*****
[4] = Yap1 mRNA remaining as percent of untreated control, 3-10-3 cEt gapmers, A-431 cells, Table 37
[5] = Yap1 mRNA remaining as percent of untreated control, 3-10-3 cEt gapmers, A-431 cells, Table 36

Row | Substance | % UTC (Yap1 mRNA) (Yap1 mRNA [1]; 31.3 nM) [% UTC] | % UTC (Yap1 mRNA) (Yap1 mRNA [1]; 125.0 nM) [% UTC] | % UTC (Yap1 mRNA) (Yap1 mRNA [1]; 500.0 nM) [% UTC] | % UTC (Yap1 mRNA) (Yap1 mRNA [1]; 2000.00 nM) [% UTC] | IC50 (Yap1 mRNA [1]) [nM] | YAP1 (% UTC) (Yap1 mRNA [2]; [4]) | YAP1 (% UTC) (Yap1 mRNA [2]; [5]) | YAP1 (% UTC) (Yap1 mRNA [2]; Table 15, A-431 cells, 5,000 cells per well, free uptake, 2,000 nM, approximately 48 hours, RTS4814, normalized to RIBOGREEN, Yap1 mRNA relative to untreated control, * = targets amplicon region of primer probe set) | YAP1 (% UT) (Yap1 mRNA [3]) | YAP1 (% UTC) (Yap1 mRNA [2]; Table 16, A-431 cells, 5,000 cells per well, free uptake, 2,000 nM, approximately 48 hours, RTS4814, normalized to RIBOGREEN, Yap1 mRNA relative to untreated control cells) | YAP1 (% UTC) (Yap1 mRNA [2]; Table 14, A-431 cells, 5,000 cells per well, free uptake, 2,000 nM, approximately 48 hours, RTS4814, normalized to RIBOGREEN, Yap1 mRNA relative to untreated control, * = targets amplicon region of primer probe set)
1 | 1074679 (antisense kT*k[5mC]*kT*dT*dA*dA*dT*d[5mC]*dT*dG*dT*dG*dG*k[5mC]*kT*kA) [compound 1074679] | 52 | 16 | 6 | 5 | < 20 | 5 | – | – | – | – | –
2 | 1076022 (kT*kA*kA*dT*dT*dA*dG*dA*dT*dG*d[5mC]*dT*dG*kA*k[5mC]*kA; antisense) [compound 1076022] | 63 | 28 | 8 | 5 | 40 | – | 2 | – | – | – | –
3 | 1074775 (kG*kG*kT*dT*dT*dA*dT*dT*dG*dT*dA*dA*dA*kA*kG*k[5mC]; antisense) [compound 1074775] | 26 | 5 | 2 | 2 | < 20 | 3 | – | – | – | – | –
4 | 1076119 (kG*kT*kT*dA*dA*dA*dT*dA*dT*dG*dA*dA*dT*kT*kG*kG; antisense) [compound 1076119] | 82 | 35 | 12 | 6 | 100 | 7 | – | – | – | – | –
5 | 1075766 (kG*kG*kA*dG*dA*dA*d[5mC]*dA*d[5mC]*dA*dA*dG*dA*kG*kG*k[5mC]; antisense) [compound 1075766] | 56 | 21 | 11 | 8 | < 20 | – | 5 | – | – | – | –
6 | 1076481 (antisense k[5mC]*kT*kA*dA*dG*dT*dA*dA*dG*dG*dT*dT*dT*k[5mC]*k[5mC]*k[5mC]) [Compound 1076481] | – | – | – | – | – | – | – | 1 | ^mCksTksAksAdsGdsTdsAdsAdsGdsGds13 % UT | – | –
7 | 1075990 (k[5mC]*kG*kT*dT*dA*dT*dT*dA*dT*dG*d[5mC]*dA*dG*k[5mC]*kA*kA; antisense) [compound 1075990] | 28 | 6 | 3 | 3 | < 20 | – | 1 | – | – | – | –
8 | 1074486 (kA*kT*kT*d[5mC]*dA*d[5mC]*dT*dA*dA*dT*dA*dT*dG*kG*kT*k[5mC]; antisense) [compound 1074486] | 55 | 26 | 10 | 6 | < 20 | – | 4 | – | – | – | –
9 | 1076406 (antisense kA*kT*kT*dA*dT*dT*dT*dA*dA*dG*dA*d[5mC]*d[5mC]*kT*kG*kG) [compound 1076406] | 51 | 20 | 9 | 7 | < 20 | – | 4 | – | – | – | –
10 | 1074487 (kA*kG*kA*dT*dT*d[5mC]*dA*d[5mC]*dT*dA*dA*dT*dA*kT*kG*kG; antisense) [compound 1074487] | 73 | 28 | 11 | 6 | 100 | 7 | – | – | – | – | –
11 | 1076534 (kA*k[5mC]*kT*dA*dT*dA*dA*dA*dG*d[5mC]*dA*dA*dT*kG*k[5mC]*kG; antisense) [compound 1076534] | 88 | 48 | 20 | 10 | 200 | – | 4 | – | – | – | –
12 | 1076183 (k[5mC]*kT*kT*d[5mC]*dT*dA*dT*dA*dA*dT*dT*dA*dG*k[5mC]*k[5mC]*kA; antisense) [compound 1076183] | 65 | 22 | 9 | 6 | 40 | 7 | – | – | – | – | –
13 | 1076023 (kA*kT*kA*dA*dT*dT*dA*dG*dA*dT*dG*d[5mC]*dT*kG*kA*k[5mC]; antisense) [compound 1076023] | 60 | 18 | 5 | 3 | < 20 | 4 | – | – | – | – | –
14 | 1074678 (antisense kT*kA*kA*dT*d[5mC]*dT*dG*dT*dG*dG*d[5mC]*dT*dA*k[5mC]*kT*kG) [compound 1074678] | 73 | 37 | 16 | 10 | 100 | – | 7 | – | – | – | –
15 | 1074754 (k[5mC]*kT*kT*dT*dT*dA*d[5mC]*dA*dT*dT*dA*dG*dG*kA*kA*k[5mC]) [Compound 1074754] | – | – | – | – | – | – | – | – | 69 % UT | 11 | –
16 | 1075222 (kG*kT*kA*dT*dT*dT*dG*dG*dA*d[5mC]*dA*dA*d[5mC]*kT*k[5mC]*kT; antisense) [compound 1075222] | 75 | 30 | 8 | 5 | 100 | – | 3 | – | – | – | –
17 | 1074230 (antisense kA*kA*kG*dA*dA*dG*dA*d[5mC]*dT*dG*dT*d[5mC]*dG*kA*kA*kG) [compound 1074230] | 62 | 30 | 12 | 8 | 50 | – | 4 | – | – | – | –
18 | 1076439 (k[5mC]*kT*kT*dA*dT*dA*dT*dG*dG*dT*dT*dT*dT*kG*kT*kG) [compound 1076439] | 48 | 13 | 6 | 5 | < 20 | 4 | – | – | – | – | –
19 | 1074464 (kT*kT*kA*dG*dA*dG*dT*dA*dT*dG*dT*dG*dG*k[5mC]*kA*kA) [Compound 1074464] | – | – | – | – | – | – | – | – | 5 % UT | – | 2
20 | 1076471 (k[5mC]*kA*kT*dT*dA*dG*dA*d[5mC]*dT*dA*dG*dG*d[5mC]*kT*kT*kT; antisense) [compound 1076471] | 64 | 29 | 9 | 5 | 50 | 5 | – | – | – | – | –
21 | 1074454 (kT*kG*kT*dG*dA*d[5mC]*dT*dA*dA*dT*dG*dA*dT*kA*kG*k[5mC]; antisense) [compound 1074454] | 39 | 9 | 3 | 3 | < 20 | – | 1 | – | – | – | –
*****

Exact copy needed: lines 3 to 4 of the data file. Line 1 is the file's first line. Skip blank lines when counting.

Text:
Row | Substance | % UTC (Yap1 mRNA) (Yap1 mRNA [1]; 31.3 nM) [% UTC] | % UTC (Yap1 mRNA) (Yap1 mRNA [1]; 125.0 nM) [% UTC] | % UTC (Yap1 mRNA) (Yap1 mRNA [1]; 500.0 nM) [% UTC] | % UTC (Yap1 mRNA) (Yap1 mRNA [1]; 2000.00 nM) [% UTC] | IC50 (Yap1 mRNA [1]) [nM] | YAP1 (% UTC) (Yap1 mRNA [2]; [4]) | YAP1 (% UTC) (Yap1 mRNA [2]; [5]) | YAP1 (% UTC) (Yap1 mRNA [2]; Table 15, A-431 cells, 5,000 cells per well, free uptake, 2,000 nM, approximately 48 hours, RTS4814, normalized to RIBOGREEN, Yap1 mRNA relative to untreated control, * = targets amplicon region of primer probe set) | YAP1 (% UT) (Yap1 mRNA [3]) | YAP1 (% UTC) (Yap1 mRNA [2]; Table 16, A-431 cells, 5,000 cells per well, free uptake, 2,000 nM, approximately 48 hours, RTS4814, normalized to RIBOGREEN, Yap1 mRNA relative to untreated control cells) | YAP1 (% UTC) (Yap1 mRNA [2]; Table 14, A-431 cells, 5,000 cells per well, free uptake, 2,000 nM, approximately 48 hours, RTS4814, normalized to RIBOGREEN, Yap1 mRNA relative to untreated control, * = targets amplicon region of primer probe set)
1 | 1074679 (antisense kT*k[5mC]*kT*dT*dA*dA*dT*d[5mC]*dT*dG*dT*dG*dG*k[5mC]*kT*kA) [compound 1074679] | 52 | 16 | 6 | 5 | < 20 | 5 | – | – | – | – | –